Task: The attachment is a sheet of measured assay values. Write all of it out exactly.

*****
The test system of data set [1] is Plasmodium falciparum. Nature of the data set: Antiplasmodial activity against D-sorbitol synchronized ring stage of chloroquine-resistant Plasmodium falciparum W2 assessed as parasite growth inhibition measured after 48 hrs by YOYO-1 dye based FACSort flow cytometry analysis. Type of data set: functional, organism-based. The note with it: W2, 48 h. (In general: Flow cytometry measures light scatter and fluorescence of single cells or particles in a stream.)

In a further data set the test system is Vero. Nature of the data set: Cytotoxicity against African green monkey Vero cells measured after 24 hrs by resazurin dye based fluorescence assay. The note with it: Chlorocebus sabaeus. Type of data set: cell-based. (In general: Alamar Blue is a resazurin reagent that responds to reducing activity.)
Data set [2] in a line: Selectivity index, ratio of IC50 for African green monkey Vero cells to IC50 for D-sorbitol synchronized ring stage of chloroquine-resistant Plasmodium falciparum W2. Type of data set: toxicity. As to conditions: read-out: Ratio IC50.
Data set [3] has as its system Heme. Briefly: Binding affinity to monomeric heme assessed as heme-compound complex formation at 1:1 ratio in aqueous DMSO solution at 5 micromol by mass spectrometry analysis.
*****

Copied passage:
The test system of data set [1] is Plasmodium falciparum. Nature of the data set: Antiplasmodial activity against D-sorbitol synchronized ring stage of chloroquine-resistant Plasmodium falciparum W2 assessed as parasite growth inhibition measured after 48 hrs by YOYO-1 dye based FACSort flow cytometry analysis. Type of data set: functional, organism-based. The note with it: W2, 48 h. (In general: Flow cytometry measures light scatter and fluorescence of single cells or particles in a stream.)

In a further data set the test system is Vero. Nature of the data set: Cytotoxicity against African green monkey Vero cells measured after 24 hrs by resazurin dye based fluorescence assay. The note with it: Chlorocebus sabaeus. Type of data set: cell-based. (In general: Alamar Blue is a resazurin reagent that responds to reducing activity.)
Data set [2] in a line: Selectivity index, ratio of IC50 for African green monkey Vero cells to IC50 for D-sorbitol synchronized ring stage of chloroquine-resistant Plasmodium falciparum W2. Type of data set: toxicity. As to conditions: read-out: Ratio IC50.
Data set [3] has as its system Heme. Briefly: Binding affinity to monomeric heme assessed as heme-compound complex formation at 1:1 ratio in aqueous DMSO solution at 5 micromol by mass spectrometry analysis.